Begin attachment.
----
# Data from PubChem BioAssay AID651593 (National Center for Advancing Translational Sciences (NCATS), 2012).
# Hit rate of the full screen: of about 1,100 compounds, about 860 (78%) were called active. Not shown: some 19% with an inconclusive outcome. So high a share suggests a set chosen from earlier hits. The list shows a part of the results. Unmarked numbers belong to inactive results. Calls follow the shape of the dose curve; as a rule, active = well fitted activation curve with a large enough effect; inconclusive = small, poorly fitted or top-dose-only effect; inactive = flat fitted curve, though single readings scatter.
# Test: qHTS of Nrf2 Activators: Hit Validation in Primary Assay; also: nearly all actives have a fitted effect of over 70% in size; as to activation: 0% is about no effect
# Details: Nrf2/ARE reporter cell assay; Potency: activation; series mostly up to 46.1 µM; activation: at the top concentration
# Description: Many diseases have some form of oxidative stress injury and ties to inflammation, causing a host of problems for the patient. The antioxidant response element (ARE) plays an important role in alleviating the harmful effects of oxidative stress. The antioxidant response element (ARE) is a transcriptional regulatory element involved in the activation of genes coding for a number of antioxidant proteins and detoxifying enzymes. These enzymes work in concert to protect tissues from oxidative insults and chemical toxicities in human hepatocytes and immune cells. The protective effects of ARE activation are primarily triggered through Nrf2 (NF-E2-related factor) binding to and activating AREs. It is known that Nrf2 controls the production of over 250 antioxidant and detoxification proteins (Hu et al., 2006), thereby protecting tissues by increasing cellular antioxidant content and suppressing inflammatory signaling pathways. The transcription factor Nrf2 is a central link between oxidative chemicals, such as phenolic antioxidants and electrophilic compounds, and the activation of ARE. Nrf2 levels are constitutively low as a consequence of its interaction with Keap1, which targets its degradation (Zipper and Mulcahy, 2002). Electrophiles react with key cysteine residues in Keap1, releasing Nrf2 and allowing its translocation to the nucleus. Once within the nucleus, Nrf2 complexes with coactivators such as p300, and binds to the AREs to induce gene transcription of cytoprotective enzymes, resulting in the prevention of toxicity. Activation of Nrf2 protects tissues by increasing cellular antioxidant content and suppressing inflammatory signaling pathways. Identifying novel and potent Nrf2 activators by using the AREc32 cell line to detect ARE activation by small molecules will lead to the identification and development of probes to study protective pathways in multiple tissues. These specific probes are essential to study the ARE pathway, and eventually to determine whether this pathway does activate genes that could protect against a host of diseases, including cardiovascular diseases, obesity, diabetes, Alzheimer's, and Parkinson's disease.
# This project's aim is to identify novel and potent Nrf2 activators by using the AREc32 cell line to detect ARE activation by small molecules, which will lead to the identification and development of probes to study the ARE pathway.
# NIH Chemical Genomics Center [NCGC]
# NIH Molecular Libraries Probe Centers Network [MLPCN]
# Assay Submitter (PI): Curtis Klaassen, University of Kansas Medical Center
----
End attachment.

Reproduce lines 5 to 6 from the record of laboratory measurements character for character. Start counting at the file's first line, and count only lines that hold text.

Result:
# Description: Many diseases have some form of oxidative stress injury and ties to inflammation, causing a host of problems for the patient. The antioxidant response element (ARE) plays an important role in alleviating the harmful effects of oxidative stress. The antioxidant response element (ARE) is a transcriptional regulatory element involved in the activation of genes coding for a number of antioxidant proteins and detoxifying enzymes. These enzymes work in concert to protect tissues from oxidative insults and chemical toxicities in human hepatocytes and immune cells. The protective effects of ARE activation are primarily triggered through Nrf2 (NF-E2-related factor) binding to and activating AREs. It is known that Nrf2 controls the production of over 250 antioxidant and detoxification proteins (Hu et al., 2006), thereby protecting tissues by increasing cellular antioxidant content and suppressing inflammatory signaling pathways. The transcription factor Nrf2 is a central link between oxidative chemicals, such as phenolic antioxidants and electrophilic compounds, and the activation of ARE. Nrf2 levels are constitutively low as a consequence of its interaction with Keap1, which targets its degradation (Zipper and Mulcahy, 2002). Electrophiles react with key cysteine residues in Keap1, releasing Nrf2 and allowing its translocation to the nucleus. Once within the nucleus, Nrf2 complexes with coactivators such as p300, and binds to the AREs to induce gene transcription of cytoprotective enzymes, resulting in the prevention of toxicity. Activation of Nrf2 protects tissues by increasing cellular antioxidant content and suppressing inflammatory signaling pathways. Identifying novel and potent Nrf2 activators by using the AREc32 cell line to detect ARE activation by small molecules will lead to the identification and development of probes to study protective pathways in multiple tissues. These specific probes are essential to study the ARE pathway, and eventually to determine whether this pathway does activate genes that could protect against a host of diseases, including cardiovascular diseases, obesity, diabetes, Alzheimer's, and Parkinson's disease.
# This project's aim is to identify novel and potent Nrf2 activators by using the AREc32 cell line to detect ARE activation by small molecules, which will lead to the identification and development of probes to study the ARE pathway.